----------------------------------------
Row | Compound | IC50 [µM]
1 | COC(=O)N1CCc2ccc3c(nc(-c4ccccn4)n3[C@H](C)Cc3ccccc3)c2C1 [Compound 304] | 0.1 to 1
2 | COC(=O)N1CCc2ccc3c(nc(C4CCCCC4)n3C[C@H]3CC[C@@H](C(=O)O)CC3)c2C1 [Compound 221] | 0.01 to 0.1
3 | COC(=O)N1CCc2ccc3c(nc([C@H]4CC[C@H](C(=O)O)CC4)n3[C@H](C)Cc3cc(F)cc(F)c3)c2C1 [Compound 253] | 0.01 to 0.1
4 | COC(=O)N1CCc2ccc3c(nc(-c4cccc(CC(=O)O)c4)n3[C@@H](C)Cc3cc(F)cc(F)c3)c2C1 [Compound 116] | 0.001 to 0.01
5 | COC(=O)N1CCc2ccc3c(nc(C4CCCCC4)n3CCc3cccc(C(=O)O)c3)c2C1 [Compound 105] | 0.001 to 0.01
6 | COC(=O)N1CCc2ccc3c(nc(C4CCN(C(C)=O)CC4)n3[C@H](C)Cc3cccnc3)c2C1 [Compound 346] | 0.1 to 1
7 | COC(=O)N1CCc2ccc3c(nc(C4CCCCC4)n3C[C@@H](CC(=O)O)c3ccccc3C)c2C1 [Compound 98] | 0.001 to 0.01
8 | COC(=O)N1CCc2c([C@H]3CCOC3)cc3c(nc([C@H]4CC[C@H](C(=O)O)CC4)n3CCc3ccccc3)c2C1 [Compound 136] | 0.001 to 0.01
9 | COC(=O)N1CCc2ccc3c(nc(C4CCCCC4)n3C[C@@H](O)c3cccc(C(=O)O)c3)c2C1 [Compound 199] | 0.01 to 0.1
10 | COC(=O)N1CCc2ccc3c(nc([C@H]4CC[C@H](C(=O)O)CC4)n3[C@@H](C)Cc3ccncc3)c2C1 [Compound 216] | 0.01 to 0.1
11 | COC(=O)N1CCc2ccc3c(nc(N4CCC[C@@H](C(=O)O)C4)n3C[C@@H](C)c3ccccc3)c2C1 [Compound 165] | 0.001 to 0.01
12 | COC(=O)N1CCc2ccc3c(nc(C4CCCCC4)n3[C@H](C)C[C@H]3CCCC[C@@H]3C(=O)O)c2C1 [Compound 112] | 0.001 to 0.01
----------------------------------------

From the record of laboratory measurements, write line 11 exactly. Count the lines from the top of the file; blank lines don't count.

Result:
10 | COC(=O)N1CCc2ccc3c(nc([C@H]4CC[C@H](C(=O)O)CC4)n3[C@@H](C)Cc3ccncc3)c2C1 [Compound 216] | 0.01 to 0.1